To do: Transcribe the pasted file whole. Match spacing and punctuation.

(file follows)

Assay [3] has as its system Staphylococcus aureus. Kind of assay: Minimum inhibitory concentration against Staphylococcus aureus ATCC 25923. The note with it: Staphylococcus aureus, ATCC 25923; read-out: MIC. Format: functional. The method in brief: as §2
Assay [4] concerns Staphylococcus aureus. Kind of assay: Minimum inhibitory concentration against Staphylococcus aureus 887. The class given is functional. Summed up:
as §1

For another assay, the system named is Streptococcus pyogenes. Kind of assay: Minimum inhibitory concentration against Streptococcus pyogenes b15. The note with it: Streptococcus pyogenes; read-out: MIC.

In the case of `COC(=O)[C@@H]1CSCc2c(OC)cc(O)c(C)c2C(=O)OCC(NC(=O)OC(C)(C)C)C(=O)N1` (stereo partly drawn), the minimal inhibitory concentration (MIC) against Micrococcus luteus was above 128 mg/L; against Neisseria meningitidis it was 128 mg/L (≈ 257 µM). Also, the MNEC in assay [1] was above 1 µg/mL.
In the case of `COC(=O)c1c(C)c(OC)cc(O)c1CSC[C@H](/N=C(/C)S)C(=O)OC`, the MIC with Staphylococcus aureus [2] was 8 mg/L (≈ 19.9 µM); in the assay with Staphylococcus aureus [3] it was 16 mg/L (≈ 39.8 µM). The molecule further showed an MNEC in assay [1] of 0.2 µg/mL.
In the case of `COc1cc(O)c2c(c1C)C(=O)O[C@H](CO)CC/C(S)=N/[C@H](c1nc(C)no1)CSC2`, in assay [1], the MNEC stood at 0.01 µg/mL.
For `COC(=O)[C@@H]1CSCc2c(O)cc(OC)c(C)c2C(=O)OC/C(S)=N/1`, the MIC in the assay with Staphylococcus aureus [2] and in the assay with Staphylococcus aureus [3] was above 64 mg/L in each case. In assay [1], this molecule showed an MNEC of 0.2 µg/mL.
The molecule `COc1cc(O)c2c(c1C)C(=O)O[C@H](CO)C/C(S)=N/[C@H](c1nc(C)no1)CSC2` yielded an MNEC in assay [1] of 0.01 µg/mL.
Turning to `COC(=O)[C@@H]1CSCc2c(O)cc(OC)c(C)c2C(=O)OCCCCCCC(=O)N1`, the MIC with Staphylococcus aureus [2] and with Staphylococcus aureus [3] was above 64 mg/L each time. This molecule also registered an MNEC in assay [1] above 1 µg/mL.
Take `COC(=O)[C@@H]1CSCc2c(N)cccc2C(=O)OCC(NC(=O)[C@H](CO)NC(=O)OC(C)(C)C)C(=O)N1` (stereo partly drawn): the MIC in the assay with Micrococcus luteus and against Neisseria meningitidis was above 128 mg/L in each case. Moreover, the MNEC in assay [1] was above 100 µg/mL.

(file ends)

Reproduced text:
Assay [3] has as its system Staphylococcus aureus. Kind of assay: Minimum inhibitory concentration against Staphylococcus aureus ATCC 25923. The note with it: Staphylococcus aureus, ATCC 25923; read-out: MIC. Format: functional. The method in brief: as §2
Assay [4] concerns Staphylococcus aureus. Kind of assay: Minimum inhibitory concentration against Staphylococcus aureus 887. The class given is functional. Summed up:
as §1

For another assay, the system named is Streptococcus pyogenes. Kind of assay: Minimum inhibitory concentration against Streptococcus pyogenes b15. The note with it: Streptococcus pyogenes; read-out: MIC.

In the case of `COC(=O)[C@@H]1CSCc2c(OC)cc(O)c(C)c2C(=O)OCC(NC(=O)OC(C)(C)C)C(=O)N1` (stereo partly drawn), the minimal inhibitory concentration (MIC) against Micrococcus luteus was above 128 mg/L; against Neisseria meningitidis it was 128 mg/L (≈ 257 µM). Also, the MNEC in assay [1] was above 1 µg/mL.
In the case of `COC(=O)c1c(C)c(OC)cc(O)c1CSC[C@H](/N=C(/C)S)C(=O)OC`, the MIC with Staphylococcus aureus [2] was 8 mg/L (≈ 19.9 µM); in the assay with Staphylococcus aureus [3] it was 16 mg/L (≈ 39.8 µM). The molecule further showed an MNEC in assay [1] of 0.2 µg/mL.
In the case of `COc1cc(O)c2c(c1C)C(=O)O[C@H](CO)CC/C(S)=N/[C@H](c1nc(C)no1)CSC2`, in assay [1], the MNEC stood at 0.01 µg/mL.
For `COC(=O)[C@@H]1CSCc2c(O)cc(OC)c(C)c2C(=O)OC/C(S)=N/1`, the MIC in the assay with Staphylococcus aureus [2] and in the assay with Staphylococcus aureus [3] was above 64 mg/L in each case. In assay [1], this molecule showed an MNEC of 0.2 µg/mL.
The molecule `COc1cc(O)c2c(c1C)C(=O)O[C@H](CO)C/C(S)=N/[C@H](c1nc(C)no1)CSC2` yielded an MNEC in assay [1] of 0.01 µg/mL.
Turning to `COC(=O)[C@@H]1CSCc2c(O)cc(OC)c(C)c2C(=O)OCCCCCCC(=O)N1`, the MIC with Staphylococcus aureus [2] and with Staphylococcus aureus [3] was above 64 mg/L each time. This molecule also registered an MNEC in assay [1] above 1 µg/mL.
Take `COC(=O)[C@@H]1CSCc2c(N)cccc2C(=O)OCC(NC(=O)[C@H](CO)NC(=O)OC(C)(C)C)C(=O)N1` (stereo partly drawn): the MIC in the assay with Micrococcus luteus and against Neisseria meningitidis was above 128 mg/L in each case. Moreover, the MNEC in assay [1] was above 100 µg/mL.